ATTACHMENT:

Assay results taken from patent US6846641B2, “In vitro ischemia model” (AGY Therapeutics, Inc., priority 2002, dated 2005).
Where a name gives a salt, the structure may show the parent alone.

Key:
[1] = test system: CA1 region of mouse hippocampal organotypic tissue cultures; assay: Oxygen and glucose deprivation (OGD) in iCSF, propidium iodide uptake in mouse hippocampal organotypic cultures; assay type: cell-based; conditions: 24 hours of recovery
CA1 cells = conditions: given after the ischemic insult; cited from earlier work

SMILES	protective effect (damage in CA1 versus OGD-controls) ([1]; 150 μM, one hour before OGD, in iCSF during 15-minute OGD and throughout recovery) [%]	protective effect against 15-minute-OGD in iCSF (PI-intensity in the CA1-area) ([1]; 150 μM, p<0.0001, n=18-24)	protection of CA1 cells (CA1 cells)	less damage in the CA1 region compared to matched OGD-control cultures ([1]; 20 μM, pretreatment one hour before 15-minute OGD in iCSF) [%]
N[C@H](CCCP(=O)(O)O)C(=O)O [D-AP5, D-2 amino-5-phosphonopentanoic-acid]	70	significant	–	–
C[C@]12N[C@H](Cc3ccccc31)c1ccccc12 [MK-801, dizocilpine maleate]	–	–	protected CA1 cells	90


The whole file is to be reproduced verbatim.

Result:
Assay results taken from patent US6846641B2, “In vitro ischemia model” (AGY Therapeutics, Inc., priority 2002, dated 2005).
Where a name gives a salt, the structure may show the parent alone.

Key:
[1] = test system: CA1 region of mouse hippocampal organotypic tissue cultures; assay: Oxygen and glucose deprivation (OGD) in iCSF, propidium iodide uptake in mouse hippocampal organotypic cultures; assay type: cell-based; conditions: 24 hours of recovery
CA1 cells = conditions: given after the ischemic insult; cited from earlier work

SMILES	protective effect (damage in CA1 versus OGD-controls) ([1]; 150 μM, one hour before OGD, in iCSF during 15-minute OGD and throughout recovery) [%]	protective effect against 15-minute-OGD in iCSF (PI-intensity in the CA1-area) ([1]; 150 μM, p<0.0001, n=18-24)	protection of CA1 cells (CA1 cells)	less damage in the CA1 region compared to matched OGD-control cultures ([1]; 20 μM, pretreatment one hour before 15-minute OGD in iCSF) [%]
N[C@H](CCCP(=O)(O)O)C(=O)O [D-AP5, D-2 amino-5-phosphonopentanoic-acid]	70	significant	–	–
C[C@]12N[C@H](Cc3ccccc31)c1ccccc12 [MK-801, dizocilpine maleate]	–	–	protected CA1 cells	90